October 14, 2016
Fall — “autumn,” if you’re fancy — is my favorite time of year. Mainly, it’s because I can start wearing pants again. (The more clothes on me, the better, quite frankly.)
But fall in Philadelphia also means that spiced wafer season is upon us.
The spiced wafer is like the gingersnap, except it includes other non-ginger spices like clove and cinnamon, as well as real blackstrap molasses. They’re also baked longer than regular cookies, so they’re extra crunchy.
The autumnal exclusivity, the pumpkin-esque spices and the overall Halloween-ness of the famous black-and-orange colored boxes have made spiced wafers a fall must-have for locals around this time of year. It’s become so entwined with fall in our city that most stores put the wafers in the seasonal aisles next to the Halloween candy.
Spiced wafer cookies have been feeding generations of Philadelphians every fall for more than a hundred years. While Sweetzels Baking Co. and the Acme-exclusive Ivins both make spiced wafers, they actually both owe their origins to the same recipe, and their box designs are remarkably similar.
In a 1993 Daily News article, Robert D. Borzillo, president of Sweetzels, shared his theory on why this treat has stayed local: “We've tried over the years to develop it outside of Philadelphia, and it's a killer. People hear 'wafer' and think it's a cracker.”
It’s a shame other places don’t share the same love for this non-cracker, since it’s a singularly perfect cookie. Nothing tastes quite like it. It’s spiced but not spicy, crunchy but not rock hard, and the blackstrap molasses gives it a “real” or more “natural” taste that you don’t often get in a store-bought boxed cookie.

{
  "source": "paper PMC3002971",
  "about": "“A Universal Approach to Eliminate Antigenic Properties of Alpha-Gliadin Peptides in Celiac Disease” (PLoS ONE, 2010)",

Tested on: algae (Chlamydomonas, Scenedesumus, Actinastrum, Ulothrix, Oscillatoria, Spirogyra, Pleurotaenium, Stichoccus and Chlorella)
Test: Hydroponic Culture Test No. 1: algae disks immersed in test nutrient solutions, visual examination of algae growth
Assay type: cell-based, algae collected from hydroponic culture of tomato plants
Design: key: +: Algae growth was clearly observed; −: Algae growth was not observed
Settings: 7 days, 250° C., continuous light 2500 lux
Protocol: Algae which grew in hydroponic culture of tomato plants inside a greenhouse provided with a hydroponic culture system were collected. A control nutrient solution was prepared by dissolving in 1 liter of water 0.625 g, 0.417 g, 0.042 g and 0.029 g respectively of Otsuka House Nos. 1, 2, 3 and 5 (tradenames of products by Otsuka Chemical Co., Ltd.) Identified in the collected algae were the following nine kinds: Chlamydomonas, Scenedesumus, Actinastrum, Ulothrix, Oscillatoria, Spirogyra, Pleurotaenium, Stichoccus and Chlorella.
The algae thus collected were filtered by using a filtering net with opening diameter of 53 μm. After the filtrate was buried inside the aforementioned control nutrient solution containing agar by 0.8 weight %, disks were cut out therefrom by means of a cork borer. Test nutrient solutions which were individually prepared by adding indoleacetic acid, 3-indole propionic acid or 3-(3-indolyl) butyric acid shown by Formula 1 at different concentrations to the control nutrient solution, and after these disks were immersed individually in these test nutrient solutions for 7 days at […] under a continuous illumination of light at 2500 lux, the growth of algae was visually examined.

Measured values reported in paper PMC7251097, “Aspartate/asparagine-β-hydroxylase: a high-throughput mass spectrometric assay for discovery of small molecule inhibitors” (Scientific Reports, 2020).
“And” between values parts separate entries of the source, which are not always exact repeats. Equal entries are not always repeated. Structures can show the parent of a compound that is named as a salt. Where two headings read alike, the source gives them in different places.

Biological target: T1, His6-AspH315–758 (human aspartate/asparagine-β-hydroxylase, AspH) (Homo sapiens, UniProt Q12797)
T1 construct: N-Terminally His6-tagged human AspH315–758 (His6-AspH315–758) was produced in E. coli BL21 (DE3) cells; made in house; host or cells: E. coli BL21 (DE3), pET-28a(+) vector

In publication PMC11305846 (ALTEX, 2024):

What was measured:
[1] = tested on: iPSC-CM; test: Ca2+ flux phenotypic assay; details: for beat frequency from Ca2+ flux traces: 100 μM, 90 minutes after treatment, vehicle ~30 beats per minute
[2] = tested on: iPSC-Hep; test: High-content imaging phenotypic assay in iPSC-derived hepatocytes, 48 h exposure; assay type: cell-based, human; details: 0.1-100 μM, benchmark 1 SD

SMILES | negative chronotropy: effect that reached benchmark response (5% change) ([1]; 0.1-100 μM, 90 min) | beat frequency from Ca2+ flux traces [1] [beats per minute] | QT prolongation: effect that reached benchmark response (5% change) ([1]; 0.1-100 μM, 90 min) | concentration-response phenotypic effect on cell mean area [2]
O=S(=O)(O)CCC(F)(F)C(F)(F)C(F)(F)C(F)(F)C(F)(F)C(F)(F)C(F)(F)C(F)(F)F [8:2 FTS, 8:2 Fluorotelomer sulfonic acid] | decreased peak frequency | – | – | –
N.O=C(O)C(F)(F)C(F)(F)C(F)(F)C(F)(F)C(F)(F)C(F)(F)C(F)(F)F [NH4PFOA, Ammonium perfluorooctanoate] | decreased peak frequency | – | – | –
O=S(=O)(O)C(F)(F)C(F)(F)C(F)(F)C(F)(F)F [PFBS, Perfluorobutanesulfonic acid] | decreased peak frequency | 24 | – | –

It’s also a very versatile snack for combining with drinks. It goes well with milk or coffee but also warm apple cider, a pairing Sweetzels suggests right on the box. Growing up, I remember my grandmom would always eat hers with tea.
This piece was originally going to be a Bad For You celebration of the spiced wafers — I know they’re not very bad for you; the column name isn’t going to work every time — but one night while writing and researching, I discovered that Bassetts Ice Cream was re-releasing its limited-time Sweetzels & Cream flavor, made with Sweetzels Spiced Wafers, only at its Reading Terminal Market location. Even junk food journalists have breaking news sometimes.
“Stop the presses!” I yelled at my cats.
After twisting and turning through the crowded labyrinth of Reading Terminal Market, I found the counter for Bassetts Ice Cream, which is itself a Philadelphia institution. I ordered two scoops of Sweetzels & Cream on a waffle cone.
As the name suggests, Sweetzels & Cream is like cookies & cream made with spiced wafers.
It’s so simple yet so brilliant that it seems like a slam dunk, a no-brainer.
Sweetzels & Cream is an excellent variation on a beloved regional delicacy. The spiced wafer dough is mixed throughout Bassetts’ hearty, rich vanilla and in big enough chunks that I sometimes had to bite, not lick it.
Now, this new medium does eliminate the famous extra crunch of the cookie and minimize, somewhat, the spiciness of the wafer. But you won’t care. Sweetzels & Cream is a tasty success — a testament to the bold, distinct flavor of the classic spiced wafer and the great blend that Bassetts has put together.
Verdict: This is an awesome treat for spiced wafer aficionados. In other words: What are you waf-ing for?